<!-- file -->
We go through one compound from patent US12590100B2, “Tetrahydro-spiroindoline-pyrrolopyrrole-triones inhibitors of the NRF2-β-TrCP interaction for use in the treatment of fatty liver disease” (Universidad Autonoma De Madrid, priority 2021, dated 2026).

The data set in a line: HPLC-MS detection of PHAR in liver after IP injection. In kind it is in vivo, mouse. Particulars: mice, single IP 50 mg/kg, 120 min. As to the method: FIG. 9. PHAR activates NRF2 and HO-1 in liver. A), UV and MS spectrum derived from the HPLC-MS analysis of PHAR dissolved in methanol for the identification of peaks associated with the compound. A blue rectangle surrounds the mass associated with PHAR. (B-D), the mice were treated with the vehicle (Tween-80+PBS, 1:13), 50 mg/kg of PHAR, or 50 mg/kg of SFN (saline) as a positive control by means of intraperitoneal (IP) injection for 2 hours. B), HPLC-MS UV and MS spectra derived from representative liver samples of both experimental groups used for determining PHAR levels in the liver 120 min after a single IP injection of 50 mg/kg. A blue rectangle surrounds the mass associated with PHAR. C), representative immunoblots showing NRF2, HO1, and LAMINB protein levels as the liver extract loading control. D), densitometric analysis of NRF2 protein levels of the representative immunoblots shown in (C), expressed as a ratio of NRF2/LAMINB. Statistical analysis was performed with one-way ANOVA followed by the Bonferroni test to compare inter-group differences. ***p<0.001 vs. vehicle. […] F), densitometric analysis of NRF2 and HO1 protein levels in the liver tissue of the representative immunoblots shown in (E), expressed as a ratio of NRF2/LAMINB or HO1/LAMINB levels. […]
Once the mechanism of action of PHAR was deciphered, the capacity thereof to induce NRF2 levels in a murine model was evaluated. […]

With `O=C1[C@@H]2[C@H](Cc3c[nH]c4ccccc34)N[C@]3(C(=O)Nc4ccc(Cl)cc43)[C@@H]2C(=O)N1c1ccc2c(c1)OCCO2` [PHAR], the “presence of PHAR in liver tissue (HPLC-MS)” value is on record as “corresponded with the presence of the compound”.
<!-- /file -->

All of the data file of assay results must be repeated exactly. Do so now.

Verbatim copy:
We go through one compound from patent US12590100B2, “Tetrahydro-spiroindoline-pyrrolopyrrole-triones inhibitors of the NRF2-β-TrCP interaction for use in the treatment of fatty liver disease” (Universidad Autonoma De Madrid, priority 2021, dated 2026).

The data set in a line: HPLC-MS detection of PHAR in liver after IP injection. In kind it is in vivo, mouse. Particulars: mice, single IP 50 mg/kg, 120 min. As to the method: FIG. 9. PHAR activates NRF2 and HO-1 in liver. A), UV and MS spectrum derived from the HPLC-MS analysis of PHAR dissolved in methanol for the identification of peaks associated with the compound. A blue rectangle surrounds the mass associated with PHAR. (B-D), the mice were treated with the vehicle (Tween-80+PBS, 1:13), 50 mg/kg of PHAR, or 50 mg/kg of SFN (saline) as a positive control by means of intraperitoneal (IP) injection for 2 hours. B), HPLC-MS UV and MS spectra derived from representative liver samples of both experimental groups used for determining PHAR levels in the liver 120 min after a single IP injection of 50 mg/kg. A blue rectangle surrounds the mass associated with PHAR. C), representative immunoblots showing NRF2, HO1, and LAMINB protein levels as the liver extract loading control. D), densitometric analysis of NRF2 protein levels of the representative immunoblots shown in (C), expressed as a ratio of NRF2/LAMINB. Statistical analysis was performed with one-way ANOVA followed by the Bonferroni test to compare inter-group differences. ***p<0.001 vs. vehicle. […] F), densitometric analysis of NRF2 and HO1 protein levels in the liver tissue of the representative immunoblots shown in (E), expressed as a ratio of NRF2/LAMINB or HO1/LAMINB levels. […]
Once the mechanism of action of PHAR was deciphered, the capacity thereof to induce NRF2 levels in a murine model was evaluated. […]

With `O=C1[C@@H]2[C@H](Cc3c[nH]c4ccccc34)N[C@]3(C(=O)Nc4ccc(Cl)cc43)[C@@H]2C(=O)N1c1ccc2c(c1)OCCO2` [PHAR], the “presence of PHAR in liver tissue (HPLC-MS)” value is on record as “corresponded with the presence of the compound”.